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A new ISIS propaganda video that drew attention Friday for featuring English-speaking jihadists is a carefully crafted message meant to demonstrate the group's popularity and strength, experts tell NBC News.
In the video, at least five fighters sit in a wooded area, with the black flag of ISIS planted in the ground behind them. Three of the fighters speak to the camera, all of them speaking English.
"We have brothers from Bangladesh, from Iraq, from Cambodia, Australia, UK," says one fighter, who is identified as British.
"All my brothers, come to jihad," says another fighter, who is also identified as British. "Feel the honor we are feeling, feel the happiness that we are feeling."
The third fighter to address the camera is identified as Australian.
It's not clear where exactly the video was taped, though the fighters make reference to "the land of Sham," a term used to describe Syria and portions of neighboring countries.
"We have participated in battles in Sham, and we will go to Iraq and fight there in a few days," says the first fighter.
The video was uploaded Thursday to the English-language Twitter feed of a group called Al Hayet Media Center. According to Flashpoint Global Partners, a group that tracks terrorism, Al Hayet Media Center is not formally associated with ISIS, though it is one of a few media organizations that ISIS promotes on its own social media accounts.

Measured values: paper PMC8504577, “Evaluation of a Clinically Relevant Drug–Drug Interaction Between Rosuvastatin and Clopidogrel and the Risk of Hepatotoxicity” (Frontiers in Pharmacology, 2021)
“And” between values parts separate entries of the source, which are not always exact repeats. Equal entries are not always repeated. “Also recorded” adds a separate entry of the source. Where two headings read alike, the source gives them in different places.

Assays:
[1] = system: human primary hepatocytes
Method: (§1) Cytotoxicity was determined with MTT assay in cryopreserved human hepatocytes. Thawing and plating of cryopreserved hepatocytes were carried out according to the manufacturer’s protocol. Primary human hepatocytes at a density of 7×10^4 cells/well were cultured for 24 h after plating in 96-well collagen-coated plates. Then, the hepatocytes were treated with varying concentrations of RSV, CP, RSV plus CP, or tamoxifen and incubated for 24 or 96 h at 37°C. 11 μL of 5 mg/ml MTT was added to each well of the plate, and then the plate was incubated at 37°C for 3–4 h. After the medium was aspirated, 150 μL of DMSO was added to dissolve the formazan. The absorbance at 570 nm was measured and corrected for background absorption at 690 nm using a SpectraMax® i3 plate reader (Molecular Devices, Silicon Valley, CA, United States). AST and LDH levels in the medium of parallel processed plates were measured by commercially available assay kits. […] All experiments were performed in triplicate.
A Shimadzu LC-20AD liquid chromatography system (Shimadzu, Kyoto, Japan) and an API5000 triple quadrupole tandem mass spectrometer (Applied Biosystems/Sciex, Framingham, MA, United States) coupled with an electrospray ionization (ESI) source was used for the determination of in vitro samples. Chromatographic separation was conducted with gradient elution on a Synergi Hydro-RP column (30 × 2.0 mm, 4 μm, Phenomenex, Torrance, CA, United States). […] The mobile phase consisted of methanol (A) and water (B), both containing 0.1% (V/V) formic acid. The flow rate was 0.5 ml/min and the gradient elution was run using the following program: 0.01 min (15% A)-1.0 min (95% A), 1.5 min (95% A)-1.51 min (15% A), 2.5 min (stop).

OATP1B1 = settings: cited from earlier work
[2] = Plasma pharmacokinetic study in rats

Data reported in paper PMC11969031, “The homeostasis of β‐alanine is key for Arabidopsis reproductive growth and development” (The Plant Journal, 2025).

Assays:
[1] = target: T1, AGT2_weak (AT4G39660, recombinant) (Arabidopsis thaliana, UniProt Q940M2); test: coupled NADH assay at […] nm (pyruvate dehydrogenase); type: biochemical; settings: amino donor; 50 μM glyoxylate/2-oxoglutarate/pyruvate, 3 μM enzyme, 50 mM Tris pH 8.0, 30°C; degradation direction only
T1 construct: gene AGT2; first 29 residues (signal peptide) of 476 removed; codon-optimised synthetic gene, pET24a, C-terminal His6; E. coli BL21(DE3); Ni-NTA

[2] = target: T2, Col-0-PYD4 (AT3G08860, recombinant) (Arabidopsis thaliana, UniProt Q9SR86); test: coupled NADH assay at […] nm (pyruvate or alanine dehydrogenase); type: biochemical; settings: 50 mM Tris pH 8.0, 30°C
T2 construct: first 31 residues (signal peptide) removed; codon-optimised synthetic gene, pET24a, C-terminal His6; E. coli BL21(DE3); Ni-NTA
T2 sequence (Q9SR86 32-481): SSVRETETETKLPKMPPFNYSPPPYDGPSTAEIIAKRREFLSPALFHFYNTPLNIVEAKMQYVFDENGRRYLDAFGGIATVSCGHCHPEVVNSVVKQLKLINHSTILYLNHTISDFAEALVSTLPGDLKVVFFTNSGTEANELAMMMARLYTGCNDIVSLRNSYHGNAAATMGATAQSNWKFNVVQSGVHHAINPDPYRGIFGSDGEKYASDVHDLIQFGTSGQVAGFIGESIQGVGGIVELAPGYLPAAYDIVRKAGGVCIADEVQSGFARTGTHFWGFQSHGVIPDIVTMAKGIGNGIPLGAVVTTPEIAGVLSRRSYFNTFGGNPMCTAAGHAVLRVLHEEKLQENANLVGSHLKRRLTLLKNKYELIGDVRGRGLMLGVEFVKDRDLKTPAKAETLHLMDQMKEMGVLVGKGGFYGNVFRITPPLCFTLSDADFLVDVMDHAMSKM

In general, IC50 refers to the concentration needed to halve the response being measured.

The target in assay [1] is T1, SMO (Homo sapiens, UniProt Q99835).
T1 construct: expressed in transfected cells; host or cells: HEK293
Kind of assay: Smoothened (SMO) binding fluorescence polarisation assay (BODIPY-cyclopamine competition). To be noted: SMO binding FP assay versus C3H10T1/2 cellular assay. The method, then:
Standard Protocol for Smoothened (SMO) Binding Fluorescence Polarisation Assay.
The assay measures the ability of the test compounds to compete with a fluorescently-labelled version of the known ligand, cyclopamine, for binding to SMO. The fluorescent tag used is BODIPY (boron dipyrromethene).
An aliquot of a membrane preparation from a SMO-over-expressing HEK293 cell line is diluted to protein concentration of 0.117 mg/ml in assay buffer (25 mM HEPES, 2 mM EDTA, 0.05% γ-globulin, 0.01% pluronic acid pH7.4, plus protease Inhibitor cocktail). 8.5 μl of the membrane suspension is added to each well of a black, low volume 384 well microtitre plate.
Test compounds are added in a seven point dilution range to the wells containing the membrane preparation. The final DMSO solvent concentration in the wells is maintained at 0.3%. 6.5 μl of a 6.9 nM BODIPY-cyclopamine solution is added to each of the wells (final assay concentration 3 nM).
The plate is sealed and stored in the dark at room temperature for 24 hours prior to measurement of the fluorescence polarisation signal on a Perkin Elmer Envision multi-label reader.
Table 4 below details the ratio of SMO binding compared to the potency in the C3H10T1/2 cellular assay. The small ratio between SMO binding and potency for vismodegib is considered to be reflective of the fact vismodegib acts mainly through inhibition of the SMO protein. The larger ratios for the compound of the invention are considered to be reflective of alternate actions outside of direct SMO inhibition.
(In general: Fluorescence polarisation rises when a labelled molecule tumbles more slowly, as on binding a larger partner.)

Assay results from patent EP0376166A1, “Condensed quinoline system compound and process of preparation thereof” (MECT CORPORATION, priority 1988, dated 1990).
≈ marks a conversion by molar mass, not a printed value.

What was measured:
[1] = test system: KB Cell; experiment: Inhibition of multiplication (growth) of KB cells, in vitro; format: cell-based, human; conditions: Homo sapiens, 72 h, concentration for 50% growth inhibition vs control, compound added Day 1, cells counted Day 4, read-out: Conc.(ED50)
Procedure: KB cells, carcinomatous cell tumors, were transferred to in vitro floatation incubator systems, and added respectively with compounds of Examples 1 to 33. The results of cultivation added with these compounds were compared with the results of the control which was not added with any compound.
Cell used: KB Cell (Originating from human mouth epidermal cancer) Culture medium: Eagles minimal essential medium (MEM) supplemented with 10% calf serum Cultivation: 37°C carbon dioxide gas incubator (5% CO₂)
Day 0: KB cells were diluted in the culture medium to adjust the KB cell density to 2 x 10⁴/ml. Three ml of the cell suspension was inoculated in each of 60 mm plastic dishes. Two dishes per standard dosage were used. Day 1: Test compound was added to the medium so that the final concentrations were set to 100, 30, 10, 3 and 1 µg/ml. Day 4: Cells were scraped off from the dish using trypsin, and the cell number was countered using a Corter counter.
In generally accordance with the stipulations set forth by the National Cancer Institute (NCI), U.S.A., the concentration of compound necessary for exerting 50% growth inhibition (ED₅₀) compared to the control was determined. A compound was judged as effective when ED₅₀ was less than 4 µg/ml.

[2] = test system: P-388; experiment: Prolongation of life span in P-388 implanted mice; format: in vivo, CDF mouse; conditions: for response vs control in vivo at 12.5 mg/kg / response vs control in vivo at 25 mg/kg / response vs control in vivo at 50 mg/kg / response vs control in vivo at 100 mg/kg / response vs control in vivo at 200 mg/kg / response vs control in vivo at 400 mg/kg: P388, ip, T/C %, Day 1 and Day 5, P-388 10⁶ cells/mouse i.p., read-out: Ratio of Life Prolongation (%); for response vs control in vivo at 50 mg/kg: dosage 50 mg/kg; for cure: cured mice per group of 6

"It preaches specifically to foreign fighters, especially to those in the West," Laith Alkhouri, a senior analyst with Flashpoint Global Partners, said of Al Hayet Media Center.
Alkhouri said that Al Hayet Media Center maintains Twitter accounts in a number of languages, including English, French and German.
NBC News spoke to Alkhouri by phone on Friday. Flashpoint's chief information officer, Evan Kohlmann, is an NBC terrorism analyst.
ISIS is among a number of jihadist groups operating inside Syria and Iraq. The exact number of foreign fighters associated with ISIS is unknown, but two recent studies put the number of foreign fighters in Syria above 10,000.
A study released in December by the International Centre for the Study of Radicalisation, a group associated with King's College London, estimated that there are up to 11,000 foreign fighters in Syria. Of that number, the report estimated, up to 2,000 fighters come from Western European countries.
Another study, released this month by the Soufan Group, a private consulting company with offices in New York, estimated there are more than 12,000 foreign fighters in Syria, with about 3,000 coming from Western European countries.
Citing the FBI, the Soufan Group said dozens of Americans, possibly 70 or more, have traveled to Syria to fight.
Terrorism analysts say that the video also points to a sophisticated media strategy.
"A release in English is going to get them more play in our media," said Brian Fishman, a fellow at the New America Foundation.
"They study us. They study us closely," Fishman said. "They know that when there is a release in English we not only talk about it more, we reflect on what it means."